Music industry facing unexpected windfall in Aussie site blocking case

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Music industry facing unexpected windfall in Aussie site blocking case

Site takedown in US could negate local battle.

The Australian arms of the world's biggest record companies could secure themselves an easy win against the operator of an alleged piracy site, after the US government forced Kickass Torrents offline.

The music industry took to the courts in April to get local access to the Kickass Torrents torrent directory blocked by Australia's internet service providers.

The application was held back a month later to await the outcome of a separate blocking case - where film studios are seeking to restrict access to The Pirate Bay, SolarMovie, Torrentz, Torrentound and IsoHunt file sharing websites - which would likely set a precedent for the music industry's case.

Universal Music, Sony Music and Warner Music are pushing for eight Kickass Torrents domains to be blocked in Australia. 

But yesterday the US government seized the domain names of the file-sharing site, forcing it offline.

The US is seeking the extradition of its alleged operator, Artem Vaulin, from Poland to face criminal charges of copyright infringement and money laundering. The US Department of Justice said Vaulin had been arrested in Poland.

Kickass Torrents is currently offline through its main domains, but a mirror version of the site has already been created.

The US DoJ claims the copyrighted material available on the site is worth over US$1 billion. It said the site receives 50 million unique visitors a month and annual revenue of as much as US$22.3 million (A$30 million). It claimed Kickass Torrents is the 69th most visited site on the web.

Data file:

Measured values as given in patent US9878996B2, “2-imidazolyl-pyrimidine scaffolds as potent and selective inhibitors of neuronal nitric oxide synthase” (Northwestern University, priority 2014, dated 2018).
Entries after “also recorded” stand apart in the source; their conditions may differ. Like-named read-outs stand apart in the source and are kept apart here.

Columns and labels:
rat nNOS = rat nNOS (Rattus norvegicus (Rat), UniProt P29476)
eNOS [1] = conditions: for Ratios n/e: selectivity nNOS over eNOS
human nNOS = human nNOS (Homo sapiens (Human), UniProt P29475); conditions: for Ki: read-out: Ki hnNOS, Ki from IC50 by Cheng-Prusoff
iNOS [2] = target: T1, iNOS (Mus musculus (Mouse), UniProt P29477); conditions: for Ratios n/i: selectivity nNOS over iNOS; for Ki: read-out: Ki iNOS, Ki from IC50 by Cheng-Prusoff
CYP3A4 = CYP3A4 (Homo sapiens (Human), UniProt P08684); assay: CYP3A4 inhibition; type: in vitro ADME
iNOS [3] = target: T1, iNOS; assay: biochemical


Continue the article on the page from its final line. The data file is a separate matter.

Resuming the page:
Representatives of the music industry today appeared in a case management hearing with Telstra, Optus, TPG and Foxtel in the Sydney Federal Court.

The matter is currently set for a two-day hearing in late October, but the rights holders noted that a sustained shut-down of Kickass Torrents "might take the whole case away".

Such an outcome would bring an easy resolution to both the site blocking application and the current disagreement between the two parties on who should pay both the legal and compliance costs associated with the case.

The parties also currently disagree on whether ISPs should be required to implement a "block page" advising why a site has been taken down, and the conditions of a temporary suspension of a block.

However, there is agreement on the length of a site block: both parties say they are likely to jointly propose to the court a three-year duration.

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